Traditional views towards women continue to slow progress towards equal rights between the sexes in China.
China's national legislature Sunday passed a measure that will for the first time outlaw sexual harassment of women. China's state media report the legislation, which goes into effect December 1, will give women the right to "lodge complaints" but was vague on penalties.
The official Xinhua news agency reported a recent survey of 8,000 women showed that close to 80 percent said they had been sexually harassed. Meanwhile, Xinhua says there have only been 10 cases of sexual harassment that have gone to court since 2001.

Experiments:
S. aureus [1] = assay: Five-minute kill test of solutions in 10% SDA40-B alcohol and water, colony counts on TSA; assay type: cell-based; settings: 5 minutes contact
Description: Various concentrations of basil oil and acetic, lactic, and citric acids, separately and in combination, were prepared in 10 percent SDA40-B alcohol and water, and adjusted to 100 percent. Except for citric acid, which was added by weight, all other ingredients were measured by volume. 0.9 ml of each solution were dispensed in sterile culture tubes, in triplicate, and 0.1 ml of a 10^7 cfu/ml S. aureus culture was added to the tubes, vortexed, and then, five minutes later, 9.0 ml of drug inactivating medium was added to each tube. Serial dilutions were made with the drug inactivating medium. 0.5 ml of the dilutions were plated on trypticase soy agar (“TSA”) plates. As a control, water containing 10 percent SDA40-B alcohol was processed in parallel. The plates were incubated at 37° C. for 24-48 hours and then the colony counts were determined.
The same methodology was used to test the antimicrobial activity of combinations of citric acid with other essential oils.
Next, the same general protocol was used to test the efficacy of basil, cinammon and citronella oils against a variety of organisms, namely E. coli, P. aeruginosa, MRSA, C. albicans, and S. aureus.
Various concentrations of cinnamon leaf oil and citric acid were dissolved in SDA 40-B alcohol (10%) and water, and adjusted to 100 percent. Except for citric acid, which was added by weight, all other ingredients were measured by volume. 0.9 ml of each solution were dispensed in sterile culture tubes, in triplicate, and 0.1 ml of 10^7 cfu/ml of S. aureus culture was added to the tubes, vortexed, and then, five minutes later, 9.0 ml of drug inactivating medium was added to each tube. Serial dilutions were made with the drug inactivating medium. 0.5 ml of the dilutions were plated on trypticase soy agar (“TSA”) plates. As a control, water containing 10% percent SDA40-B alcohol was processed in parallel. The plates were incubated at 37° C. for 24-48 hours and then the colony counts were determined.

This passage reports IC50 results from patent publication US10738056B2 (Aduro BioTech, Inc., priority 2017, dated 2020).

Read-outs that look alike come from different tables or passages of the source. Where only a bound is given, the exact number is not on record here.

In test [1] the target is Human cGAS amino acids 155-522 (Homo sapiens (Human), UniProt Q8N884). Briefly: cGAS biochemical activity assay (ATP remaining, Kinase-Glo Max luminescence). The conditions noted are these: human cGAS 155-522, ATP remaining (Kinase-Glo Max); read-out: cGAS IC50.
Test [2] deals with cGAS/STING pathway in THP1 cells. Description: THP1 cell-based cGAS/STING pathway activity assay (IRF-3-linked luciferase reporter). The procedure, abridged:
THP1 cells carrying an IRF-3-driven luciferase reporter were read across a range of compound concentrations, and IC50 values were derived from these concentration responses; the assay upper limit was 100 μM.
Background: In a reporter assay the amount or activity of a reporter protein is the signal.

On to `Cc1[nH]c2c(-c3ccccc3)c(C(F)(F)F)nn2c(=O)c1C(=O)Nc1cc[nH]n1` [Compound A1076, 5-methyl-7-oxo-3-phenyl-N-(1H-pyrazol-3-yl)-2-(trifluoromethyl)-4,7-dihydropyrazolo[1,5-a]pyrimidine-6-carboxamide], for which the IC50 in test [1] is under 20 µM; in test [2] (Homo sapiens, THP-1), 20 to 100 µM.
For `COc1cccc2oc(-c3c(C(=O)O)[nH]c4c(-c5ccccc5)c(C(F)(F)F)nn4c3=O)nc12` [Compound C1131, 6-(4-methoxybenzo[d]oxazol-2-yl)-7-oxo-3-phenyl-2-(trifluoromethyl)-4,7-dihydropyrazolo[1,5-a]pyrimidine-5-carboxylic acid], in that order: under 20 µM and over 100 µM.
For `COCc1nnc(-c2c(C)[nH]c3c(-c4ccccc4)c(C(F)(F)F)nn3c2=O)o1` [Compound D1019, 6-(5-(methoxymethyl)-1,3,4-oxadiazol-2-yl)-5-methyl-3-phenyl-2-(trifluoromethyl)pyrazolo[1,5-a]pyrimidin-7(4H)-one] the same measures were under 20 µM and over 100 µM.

Gu Xiulian is the head of the official All China Women's Federation. She says sexual discrimination is rampant in China and will take time to change.
"The traditional concept of valuing men while belittling women is still acting on people's minds," she said.
The national legislature Sunday also committed China's government to work towards greater equality between the sexes.
Women account for just a fifth of China's small business owners. Less than 19 percent of China's ruling Communist Party members are women, and even fewer are in the higher ranks of government.